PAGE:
Health and social care

Emergency admissions to hospital: managing the demand

Many emergency admissions to hospital are avoidable and many patients stay in hospital longer than is necessary.

Patient on a trolley

“Many emergency admissions to hospital are avoidable and many patients stay in hospital longer than is necessary. This places additional financial pressure on the NHS as the costs of hospitalization are high. Growth in emergency admissions is a sign that the rest of the health system may not be working properly. Making sure patients are treated in the most appropriate setting and in a timely manner is essential to taking the pressure off emergency hospital admissions.”

Amyas Morse, head of the National Audit Office, 31 October 2013


Many emergency admissions to hospital are avoidable and many patients stay in hospital longer than is necessary, according to a report today by the National Audit Office. Improving the flow of patients through the system will be critical to the NHS’s ability to cope with future winter pressures on urgent and emergency care services.

Today’s report points out that, at a time when NHS budgets are under significant pressure, the number of emergency admissions to hospitals is continuing to rise, albeit at a slower rate than in the past. More patients attending major A&E departments are now being admitted to hospital. In 2012-13, over a quarter of all patients attending major A&E departments were admitted, up from 19 per cent in 2003-04. The rise in emergency admissions is dominated by patients who stay less than two days (short-stay) in hospital.

The main factors behind the increase in emergency admissions include the slowness with which the NHS has developed effective alternatives to admission to hospital. The introduction by the Department of Health of the four-hour waiting standard for A&E departments has reduced a hospital’s ability to keep a patient in A&E for monitoring and observation. An increasingly elderly frail population are more likely to present at A&E and then be more likely to be admitted to hospital. Changing medical practices and models of care – such as the increasing admission of patients in A&E to assessment centres – are also factors.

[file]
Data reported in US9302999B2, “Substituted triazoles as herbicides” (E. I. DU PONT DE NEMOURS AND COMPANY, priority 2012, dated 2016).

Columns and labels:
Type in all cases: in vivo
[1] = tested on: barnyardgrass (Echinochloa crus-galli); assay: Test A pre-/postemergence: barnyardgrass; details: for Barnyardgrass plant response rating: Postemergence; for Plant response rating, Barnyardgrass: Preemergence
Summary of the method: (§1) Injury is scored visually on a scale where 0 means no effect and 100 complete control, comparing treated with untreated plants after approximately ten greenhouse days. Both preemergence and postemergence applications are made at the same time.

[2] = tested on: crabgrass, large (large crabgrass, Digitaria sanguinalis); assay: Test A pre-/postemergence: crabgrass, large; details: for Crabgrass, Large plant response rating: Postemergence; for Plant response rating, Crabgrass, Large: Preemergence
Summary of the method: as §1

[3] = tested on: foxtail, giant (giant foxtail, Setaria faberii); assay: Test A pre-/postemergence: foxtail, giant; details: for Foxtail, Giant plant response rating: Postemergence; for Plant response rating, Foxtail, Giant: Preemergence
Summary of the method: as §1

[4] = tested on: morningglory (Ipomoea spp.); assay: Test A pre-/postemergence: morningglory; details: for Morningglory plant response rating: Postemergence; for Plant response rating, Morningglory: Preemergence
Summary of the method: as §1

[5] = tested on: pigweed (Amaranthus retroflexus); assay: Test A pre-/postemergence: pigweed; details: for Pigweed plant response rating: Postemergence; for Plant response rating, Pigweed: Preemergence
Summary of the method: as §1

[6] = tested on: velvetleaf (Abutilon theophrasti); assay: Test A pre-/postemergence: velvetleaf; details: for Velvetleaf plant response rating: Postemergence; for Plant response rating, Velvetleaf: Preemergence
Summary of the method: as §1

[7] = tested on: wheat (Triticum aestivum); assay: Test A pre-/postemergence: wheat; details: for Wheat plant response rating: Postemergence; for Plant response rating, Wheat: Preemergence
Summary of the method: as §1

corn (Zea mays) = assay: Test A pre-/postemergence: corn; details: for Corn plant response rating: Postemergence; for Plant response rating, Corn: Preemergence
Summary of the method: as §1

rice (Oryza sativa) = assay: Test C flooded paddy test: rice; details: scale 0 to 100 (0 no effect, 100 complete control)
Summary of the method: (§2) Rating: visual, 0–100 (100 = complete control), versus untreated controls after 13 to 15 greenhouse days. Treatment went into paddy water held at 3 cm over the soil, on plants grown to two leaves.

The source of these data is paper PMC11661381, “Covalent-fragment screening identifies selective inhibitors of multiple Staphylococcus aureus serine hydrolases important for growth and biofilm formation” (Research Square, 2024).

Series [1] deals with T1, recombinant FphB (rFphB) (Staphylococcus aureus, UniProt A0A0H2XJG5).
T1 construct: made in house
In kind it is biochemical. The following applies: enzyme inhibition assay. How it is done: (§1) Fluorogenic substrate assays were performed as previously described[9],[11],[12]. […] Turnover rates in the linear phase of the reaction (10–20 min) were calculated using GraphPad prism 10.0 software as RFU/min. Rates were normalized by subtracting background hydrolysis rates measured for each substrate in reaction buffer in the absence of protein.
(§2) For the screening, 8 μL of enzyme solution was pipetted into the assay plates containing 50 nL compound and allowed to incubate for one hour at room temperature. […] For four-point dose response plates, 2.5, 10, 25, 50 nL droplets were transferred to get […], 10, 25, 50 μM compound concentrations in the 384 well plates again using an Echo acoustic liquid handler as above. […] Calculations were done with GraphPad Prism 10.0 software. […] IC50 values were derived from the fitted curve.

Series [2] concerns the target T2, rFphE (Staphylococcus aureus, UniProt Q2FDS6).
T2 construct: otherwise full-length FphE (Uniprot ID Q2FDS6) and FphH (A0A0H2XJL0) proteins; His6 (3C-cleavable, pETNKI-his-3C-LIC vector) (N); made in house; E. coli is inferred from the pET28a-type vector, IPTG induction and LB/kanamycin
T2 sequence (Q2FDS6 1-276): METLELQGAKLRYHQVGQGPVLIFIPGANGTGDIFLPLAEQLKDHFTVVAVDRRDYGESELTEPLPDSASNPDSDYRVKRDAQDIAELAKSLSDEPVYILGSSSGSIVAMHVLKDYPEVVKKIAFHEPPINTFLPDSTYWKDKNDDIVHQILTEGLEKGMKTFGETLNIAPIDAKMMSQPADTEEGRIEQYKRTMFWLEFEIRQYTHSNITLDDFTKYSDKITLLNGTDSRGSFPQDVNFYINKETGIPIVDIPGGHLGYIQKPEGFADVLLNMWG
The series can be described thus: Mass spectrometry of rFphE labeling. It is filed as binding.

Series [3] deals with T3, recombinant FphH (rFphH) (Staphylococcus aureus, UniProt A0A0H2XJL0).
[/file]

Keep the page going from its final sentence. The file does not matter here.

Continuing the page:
All organizations in the health and social care sector have a role to play in managing emergency admissions: by reducing avoidable emergency admissions, effectively managing those patients who are admitted and ensuring they stay no longer than is necessary.  However, there are large variations in performance at every stage of the patients’ journey through the health system, suggesting scope for improved outcomes.

There are many local initiatives to prevent avoidable emergency admissions but limited evidence on what works. The management of those who are admitted has become more efficient with reduced waiting times and length of stay and improved outcomes. However, increasing bed occupancy is limiting the capacity of some hospitals to cope in winter and delayed discharges are placing more pressure on bed availability. A lack of alignment between hospitals and community and local services in the hours they are open compromises efforts to avoid out-of- hours hospital admissions and prolongs the length of stay of inpatients.

Among the NAO’s recommendations are the need for both short-and long-term strategies to address staffing shortages in A&E. The Department and NHS England should also address barriers to seven-day working in hospitals, such as the consultants’ contract, which gives consultants the right to refuse to work outside 7am to 7pm, Monday to Friday.


Publication details:

ISBN: 9780102986990 [Buy from TSO]

HC: 739, 2013-2014

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